Rear impact guards have been added to the checklist of annual truck inspections according to the Federal Motor Carrier Safety Administration.
FMCSA announced the new rule following recommendations from government agencies and a truck safety advocate whose two children were killed in a truck accident eight years ago.
Rear impact guard inspections will begin Dec. 9. Trucks that fail to pass will not be placed out of service (OOS) but each violation could result in a max fine of $15,876 for carriers and $3,969 for drivers.
“There has certainly been quite a bit of discussion whether certain violations should rise to the level of OOS," said Dan Carter, Great Dane director of product safety and compliance. "For now, the main consequence would be that the issue would have to be corrected prior to receiving the annual inspection decal."
Great Dane is a member of the Truck Trailer Manufacturers Association (TTMA), which helped FMCSA to determine when a rear impact guard may no longer be roadworthy.
"TTMA is pleased the rear impact guard (RIG) has been added to the annual inspection requirements for trailers," said TTMA President Jeff Sims. "TTMA suggested that RIG components, welds and fasteners be inspected for damage, missing parts, improper repairs and excess corrosion that indicates any loss of original material."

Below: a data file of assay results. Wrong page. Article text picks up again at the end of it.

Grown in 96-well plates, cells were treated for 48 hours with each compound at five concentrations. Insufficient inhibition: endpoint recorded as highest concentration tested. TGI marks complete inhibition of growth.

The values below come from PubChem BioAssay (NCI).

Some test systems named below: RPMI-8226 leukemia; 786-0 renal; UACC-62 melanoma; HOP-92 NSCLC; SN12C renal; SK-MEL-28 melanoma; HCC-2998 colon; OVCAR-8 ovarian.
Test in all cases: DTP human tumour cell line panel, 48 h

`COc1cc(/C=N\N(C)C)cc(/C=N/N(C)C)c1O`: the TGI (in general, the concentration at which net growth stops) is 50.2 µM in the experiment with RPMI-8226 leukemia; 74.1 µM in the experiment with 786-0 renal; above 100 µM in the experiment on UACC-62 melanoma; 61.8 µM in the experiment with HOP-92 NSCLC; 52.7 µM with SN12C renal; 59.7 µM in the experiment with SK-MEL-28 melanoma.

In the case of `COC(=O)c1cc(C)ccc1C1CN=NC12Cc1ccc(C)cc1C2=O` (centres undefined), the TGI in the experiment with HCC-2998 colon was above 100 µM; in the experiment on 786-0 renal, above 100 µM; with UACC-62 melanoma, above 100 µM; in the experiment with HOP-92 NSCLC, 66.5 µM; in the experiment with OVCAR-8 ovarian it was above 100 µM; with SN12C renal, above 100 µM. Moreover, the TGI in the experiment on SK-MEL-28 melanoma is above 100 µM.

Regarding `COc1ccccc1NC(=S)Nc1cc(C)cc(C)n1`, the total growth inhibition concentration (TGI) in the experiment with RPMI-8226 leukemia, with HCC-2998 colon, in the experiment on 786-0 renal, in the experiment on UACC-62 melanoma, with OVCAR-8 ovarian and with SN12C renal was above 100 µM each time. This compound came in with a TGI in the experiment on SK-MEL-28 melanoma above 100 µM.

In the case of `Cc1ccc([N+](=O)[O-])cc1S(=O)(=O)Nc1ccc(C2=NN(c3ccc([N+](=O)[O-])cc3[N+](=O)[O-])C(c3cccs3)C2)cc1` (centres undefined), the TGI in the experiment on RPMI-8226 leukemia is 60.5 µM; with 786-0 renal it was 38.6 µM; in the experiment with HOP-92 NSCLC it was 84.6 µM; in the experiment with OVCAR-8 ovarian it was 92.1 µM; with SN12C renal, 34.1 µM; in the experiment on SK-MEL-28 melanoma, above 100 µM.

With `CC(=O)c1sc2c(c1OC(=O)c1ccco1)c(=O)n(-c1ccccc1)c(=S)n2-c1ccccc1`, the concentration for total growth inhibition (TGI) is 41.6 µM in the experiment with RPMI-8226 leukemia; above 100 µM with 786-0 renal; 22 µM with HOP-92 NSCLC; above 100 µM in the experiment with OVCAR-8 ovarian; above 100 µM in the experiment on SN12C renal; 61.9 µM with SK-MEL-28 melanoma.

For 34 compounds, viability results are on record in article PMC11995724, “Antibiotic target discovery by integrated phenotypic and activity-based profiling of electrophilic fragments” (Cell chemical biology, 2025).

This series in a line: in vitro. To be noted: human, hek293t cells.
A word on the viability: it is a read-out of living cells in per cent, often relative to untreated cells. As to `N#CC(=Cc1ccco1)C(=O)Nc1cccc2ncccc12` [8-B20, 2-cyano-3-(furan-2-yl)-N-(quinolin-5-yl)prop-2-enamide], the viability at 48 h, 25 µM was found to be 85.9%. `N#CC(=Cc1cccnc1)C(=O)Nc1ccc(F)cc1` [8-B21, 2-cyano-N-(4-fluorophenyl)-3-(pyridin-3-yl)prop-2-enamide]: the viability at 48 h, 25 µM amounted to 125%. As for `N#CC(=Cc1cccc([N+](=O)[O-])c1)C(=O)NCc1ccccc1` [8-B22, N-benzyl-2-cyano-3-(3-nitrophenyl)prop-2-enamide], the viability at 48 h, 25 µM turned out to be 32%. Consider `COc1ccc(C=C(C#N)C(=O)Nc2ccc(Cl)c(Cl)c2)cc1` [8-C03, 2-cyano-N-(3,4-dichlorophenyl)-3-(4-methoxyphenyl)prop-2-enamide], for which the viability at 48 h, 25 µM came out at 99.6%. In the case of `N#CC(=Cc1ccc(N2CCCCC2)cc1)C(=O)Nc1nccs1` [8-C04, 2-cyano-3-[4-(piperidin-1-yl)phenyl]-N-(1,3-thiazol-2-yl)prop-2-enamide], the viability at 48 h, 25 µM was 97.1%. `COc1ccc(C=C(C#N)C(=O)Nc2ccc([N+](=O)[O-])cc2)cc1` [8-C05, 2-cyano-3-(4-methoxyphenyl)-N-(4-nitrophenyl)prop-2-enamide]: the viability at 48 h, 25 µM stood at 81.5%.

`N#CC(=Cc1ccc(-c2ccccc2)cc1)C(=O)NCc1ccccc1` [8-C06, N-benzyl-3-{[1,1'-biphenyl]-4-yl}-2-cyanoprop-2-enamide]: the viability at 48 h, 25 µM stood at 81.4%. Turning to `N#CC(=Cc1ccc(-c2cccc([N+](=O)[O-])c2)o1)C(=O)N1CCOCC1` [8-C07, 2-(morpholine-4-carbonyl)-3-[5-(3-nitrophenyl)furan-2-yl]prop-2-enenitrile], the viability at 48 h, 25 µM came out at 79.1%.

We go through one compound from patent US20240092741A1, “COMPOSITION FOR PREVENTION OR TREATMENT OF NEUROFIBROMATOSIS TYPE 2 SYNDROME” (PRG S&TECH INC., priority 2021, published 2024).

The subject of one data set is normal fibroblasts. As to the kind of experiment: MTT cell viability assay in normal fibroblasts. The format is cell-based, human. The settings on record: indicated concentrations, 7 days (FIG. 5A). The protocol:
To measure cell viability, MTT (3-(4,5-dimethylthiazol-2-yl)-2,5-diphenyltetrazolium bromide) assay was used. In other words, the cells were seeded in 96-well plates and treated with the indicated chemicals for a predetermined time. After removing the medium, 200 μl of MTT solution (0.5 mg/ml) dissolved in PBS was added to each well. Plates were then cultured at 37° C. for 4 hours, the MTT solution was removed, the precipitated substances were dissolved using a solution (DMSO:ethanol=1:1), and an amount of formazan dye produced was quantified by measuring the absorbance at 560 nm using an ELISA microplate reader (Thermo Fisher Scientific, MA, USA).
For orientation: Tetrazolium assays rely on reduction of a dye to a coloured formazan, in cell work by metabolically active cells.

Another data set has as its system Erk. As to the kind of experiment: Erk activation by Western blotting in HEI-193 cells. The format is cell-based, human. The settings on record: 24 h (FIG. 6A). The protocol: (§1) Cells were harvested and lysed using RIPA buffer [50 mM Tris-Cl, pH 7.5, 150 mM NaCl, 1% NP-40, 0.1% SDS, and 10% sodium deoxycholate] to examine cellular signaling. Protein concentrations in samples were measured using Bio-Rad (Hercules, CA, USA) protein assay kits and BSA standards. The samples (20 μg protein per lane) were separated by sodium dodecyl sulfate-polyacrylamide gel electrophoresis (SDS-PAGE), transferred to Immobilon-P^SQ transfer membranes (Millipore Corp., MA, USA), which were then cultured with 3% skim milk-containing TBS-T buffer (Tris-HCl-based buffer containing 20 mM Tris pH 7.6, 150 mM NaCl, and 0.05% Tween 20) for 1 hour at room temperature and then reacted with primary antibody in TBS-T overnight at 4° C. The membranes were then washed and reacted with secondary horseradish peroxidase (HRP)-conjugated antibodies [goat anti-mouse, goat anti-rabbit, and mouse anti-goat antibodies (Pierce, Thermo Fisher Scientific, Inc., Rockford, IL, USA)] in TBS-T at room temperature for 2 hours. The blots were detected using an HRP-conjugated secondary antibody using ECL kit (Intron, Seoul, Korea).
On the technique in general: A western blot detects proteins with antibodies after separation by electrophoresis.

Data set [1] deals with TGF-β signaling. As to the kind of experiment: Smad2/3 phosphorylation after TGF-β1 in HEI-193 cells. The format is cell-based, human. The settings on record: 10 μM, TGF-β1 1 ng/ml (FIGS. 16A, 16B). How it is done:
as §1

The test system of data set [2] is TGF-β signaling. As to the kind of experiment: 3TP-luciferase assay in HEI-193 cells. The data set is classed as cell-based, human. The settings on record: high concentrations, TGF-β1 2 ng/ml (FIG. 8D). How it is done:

Carter said Great Dane supports adding rear impact guards to FMCSA’s Part 396 Annual Inspection.
“The rear impact guard is an important component of a highway trailer and, as such, should already be part of an operator’s regular maintenance routine,” Carter said.
“Great Dane’s maintenance manual, for instance, recommends that the rear impact guard be regularly maintained,” Carter continued. “The addition of the rear impact guard to FMCSA’s annual inspection would allow operators to memorialize a record of this inspection.”
FMCSA told CCJ that the new inspection rule follows “a recommendation from the Government Accountability Office (GAO), and petitions for rulemaking from the Commercial Vehicle Safety Alliance (CVSA) and Ms. Marianne Karth.”
Karth became an advocate for truck safety following a 2013 truck collision that killed her two underage daughters. A faulty impact guard failed to prevent the family car from sliding under a truck trailer, fatally injuring the teen girls.
While conducting research for FMCSA, the GAO discovered that “in fiscal year 2017 inspectors document[ed] more than 2,300 violations related to rear impact guards and rear end protection, more than half of which are for components that are missing, damaged or improperly constructed.”
In addition to TTMA, the new impact guard rule was supported by the Academy of Truck Accident Attorneys, Advocates for Highway and Auto Safety, the American Trucking Associations (ATA), the CVSA, the Institute for Safer Trucking, the Law Firm for Truck Safety, the Owner-Operator Independent Drivers Association (OOIDA), the National Association of Trailer Manufacturers (NATM), the National Automobile Dealers Association (NADA), and the Truckload Carriers Association.
The first federal requirements concerning heavy vehicle rear underride protection were issued in 1952 by the Bureau of Motor Carriers of the Interstate Commerce Commission (ICC).